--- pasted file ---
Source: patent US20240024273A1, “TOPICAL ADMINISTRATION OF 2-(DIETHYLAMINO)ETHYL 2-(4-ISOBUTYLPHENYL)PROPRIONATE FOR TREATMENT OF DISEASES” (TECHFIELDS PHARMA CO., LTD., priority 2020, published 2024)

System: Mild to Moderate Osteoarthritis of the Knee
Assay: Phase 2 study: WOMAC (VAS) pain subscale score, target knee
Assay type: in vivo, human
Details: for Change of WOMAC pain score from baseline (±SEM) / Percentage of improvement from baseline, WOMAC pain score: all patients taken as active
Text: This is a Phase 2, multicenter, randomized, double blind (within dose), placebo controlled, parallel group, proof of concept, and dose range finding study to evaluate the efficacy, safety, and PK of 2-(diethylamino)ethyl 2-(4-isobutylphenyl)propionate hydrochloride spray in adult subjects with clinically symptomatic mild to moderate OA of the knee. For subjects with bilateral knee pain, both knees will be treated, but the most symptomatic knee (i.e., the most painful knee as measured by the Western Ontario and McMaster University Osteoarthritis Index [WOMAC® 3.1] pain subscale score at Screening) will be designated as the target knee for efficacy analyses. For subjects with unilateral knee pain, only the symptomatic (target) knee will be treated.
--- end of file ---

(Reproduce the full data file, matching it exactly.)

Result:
Source: patent US20240024273A1, “TOPICAL ADMINISTRATION OF 2-(DIETHYLAMINO)ETHYL 2-(4-ISOBUTYLPHENYL)PROPRIONATE FOR TREATMENT OF DISEASES” (TECHFIELDS PHARMA CO., LTD., priority 2020, published 2024)

System: Mild to Moderate Osteoarthritis of the Knee
Assay: Phase 2 study: WOMAC (VAS) pain subscale score, target knee
Assay type: in vivo, human
Details: for Change of WOMAC pain score from baseline (±SEM) / Percentage of improvement from baseline, WOMAC pain score: all patients taken as active
Text: This is a Phase 2, multicenter, randomized, double blind (within dose), placebo controlled, parallel group, proof of concept, and dose range finding study to evaluate the efficacy, safety, and PK of 2-(diethylamino)ethyl 2-(4-isobutylphenyl)propionate hydrochloride spray in adult subjects with clinically symptomatic mild to moderate OA of the knee. For subjects with bilateral knee pain, both knees will be treated, but the most symptomatic knee (i.e., the most painful knee as measured by the Western Ontario and McMaster University Osteoarthritis Index [WOMAC® 3.1] pain subscale score at Screening) will be designated as the target knee for efficacy analyses. For subjects with unilateral knee pain, only the symptomatic (target) knee will be treated.